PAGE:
The screams are real: Hannah Greenstreet writes on Tom Scutt and Joel Horwood’s chilling exploration of cinematic horror and aural illusions.
‘A sharp, metallic taste you’re not expecting’: Ben Kulvichit writes on strangeness and power in the Yard’s double-bill of live art by Tim Spooner & Tom Richards and Ira Brand.
Sweating the small stuff: Sally Hales reviews Rose Lewenstein’s new play, which explores climate change through an intimate depiction of a relationship.
‘Believing deep down that things are, should be, can be fair’: Hailey Bachrach reviews Cressida Brown’s production of a new take on the high-flying myth.
‘Sharp and witty’: Verity Healey reviews Kristine Landon-Smith’s production of Anouilh’s farce about a struggling orchestra in post-war France.
‘Meticulous in depicting the reality of being a body dependent on another body to care for it’: Rosemary Waugh writes on Martyna Majok’s ‘painstakingly realistic’ play.
‘demonstrating how hard true understanding – of both oneself and of another – is to achieve’: Kate Wyver writes on the NOW Festival Week 3 double bill.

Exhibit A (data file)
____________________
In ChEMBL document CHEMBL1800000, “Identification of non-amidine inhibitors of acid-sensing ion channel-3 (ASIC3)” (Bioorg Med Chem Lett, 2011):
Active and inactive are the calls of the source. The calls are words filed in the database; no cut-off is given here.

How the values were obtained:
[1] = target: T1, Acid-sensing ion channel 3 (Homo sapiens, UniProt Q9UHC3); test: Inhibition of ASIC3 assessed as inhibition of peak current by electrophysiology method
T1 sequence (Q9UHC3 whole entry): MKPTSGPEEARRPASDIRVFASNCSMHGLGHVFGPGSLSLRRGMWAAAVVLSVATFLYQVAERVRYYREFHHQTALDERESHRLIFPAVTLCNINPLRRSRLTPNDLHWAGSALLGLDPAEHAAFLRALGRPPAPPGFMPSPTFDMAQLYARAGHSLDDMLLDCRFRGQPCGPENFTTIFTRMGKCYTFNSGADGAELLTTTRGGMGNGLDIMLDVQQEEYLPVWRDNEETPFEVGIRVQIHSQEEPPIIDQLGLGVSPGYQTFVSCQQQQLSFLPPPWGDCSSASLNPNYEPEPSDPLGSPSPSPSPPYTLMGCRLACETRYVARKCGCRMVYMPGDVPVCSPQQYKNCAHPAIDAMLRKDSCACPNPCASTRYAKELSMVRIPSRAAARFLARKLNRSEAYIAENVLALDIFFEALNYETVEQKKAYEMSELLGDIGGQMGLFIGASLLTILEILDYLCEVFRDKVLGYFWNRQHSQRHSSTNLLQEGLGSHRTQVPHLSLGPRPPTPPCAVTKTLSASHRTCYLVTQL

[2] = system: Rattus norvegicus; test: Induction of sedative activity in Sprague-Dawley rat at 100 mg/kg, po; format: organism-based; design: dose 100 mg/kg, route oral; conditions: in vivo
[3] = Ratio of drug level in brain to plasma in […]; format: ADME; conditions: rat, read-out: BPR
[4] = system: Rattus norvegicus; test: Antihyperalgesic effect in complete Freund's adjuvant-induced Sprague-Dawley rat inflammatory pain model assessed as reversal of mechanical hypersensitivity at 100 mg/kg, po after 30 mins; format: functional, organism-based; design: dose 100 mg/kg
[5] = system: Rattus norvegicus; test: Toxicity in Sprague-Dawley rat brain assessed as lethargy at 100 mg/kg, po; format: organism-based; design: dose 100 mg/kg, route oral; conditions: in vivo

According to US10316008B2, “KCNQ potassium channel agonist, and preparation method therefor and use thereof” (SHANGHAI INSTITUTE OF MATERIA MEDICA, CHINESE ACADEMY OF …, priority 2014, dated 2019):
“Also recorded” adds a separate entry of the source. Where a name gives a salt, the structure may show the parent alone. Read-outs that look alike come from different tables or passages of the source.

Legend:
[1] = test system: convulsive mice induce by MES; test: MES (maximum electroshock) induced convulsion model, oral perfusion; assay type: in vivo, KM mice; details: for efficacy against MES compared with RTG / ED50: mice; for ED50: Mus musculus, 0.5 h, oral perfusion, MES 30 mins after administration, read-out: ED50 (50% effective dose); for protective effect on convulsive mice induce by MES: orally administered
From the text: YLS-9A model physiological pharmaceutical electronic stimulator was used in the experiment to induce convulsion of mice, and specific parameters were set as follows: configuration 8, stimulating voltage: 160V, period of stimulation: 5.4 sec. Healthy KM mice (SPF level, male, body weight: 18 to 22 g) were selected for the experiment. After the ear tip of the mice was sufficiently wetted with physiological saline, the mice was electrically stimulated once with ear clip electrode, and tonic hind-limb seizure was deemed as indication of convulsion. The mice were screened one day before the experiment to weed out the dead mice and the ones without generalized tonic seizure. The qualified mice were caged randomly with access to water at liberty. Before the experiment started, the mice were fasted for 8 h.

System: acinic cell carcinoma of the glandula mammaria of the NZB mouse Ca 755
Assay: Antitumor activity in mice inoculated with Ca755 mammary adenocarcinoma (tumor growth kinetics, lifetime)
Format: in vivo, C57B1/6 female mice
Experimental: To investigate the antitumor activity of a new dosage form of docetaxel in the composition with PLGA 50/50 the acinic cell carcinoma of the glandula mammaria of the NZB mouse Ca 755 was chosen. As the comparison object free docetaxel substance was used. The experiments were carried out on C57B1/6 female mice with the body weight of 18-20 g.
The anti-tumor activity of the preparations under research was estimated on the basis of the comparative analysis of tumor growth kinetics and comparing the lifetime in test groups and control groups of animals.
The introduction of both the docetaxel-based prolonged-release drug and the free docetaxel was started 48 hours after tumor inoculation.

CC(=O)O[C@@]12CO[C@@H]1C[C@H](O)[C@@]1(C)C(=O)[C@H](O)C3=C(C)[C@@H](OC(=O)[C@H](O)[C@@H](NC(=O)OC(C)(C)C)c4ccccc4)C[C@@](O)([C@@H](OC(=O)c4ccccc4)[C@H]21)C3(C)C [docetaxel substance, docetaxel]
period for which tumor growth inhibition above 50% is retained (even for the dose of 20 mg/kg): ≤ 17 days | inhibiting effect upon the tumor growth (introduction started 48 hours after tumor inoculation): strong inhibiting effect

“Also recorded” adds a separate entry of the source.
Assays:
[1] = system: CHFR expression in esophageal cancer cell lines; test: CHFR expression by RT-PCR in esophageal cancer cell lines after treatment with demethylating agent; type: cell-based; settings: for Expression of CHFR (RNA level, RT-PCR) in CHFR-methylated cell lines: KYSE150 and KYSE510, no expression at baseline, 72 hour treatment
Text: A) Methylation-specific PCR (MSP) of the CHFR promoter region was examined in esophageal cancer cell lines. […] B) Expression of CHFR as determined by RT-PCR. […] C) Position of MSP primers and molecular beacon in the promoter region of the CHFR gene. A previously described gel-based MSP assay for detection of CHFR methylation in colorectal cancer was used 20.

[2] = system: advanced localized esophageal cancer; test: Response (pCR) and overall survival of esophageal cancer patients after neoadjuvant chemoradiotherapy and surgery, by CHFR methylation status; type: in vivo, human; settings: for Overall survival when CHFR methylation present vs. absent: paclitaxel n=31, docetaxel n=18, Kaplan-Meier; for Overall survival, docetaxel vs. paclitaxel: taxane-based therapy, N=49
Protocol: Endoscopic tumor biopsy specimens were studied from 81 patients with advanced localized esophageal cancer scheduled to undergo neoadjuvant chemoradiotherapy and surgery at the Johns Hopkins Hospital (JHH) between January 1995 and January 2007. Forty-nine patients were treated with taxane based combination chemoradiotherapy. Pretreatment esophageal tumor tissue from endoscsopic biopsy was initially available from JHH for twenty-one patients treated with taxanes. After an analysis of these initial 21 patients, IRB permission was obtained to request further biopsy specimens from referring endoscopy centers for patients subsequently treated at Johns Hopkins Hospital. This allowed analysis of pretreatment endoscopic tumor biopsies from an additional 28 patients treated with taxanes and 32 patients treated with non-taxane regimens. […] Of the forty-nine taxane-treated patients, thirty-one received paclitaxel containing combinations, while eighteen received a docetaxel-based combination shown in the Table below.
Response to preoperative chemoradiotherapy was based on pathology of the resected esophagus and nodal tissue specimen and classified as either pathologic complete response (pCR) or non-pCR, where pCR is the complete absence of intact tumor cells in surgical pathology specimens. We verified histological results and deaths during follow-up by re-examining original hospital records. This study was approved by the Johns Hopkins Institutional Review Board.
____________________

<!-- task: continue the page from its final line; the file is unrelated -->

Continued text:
The author of ‘Everywoman’ at Vault Festival writes on her decision to remain anonymous, and on how gender influences ideas of what counts as a ‘universal’ story.
‘Brutally sincere’: Ava Wong Davies writes on the Yard’s double bill of work by Brian Lobel and FK Alexander, which explore failure and Princess Diana.
‘Beautifully considered visual language’: Rosemary Waugh writes on Anna Jordan’s new play, which follows three soldiers returning from different wars.
The performers are ‘like cultured magpies, drawing together a soundtrack of found media and famous scenes’: Ka Bradley writes on dance duo Thick & Tight’s triple bill.
‘Moments of compassion and trust”: Frey Kwa Hawking writes on Gabriel Gbadamosi’s wide-ranging, but opaque new play.
Buried problems: Ishy Din’s new play finds ideological conflicts in a Middlesbrough minicab office.
‘Something strange and wild emerges from familiar architecture’: Lauren Mooney reviews Annie Jenkins’ impressive debut play about female friendship.
‘A fast-paced tour of fake news, guided by an otherworldly ensemble of mischievous shapeshifters’: Henry Gleaden reviews Rhum and Clay’s adaptation of Orson Welles’s radio play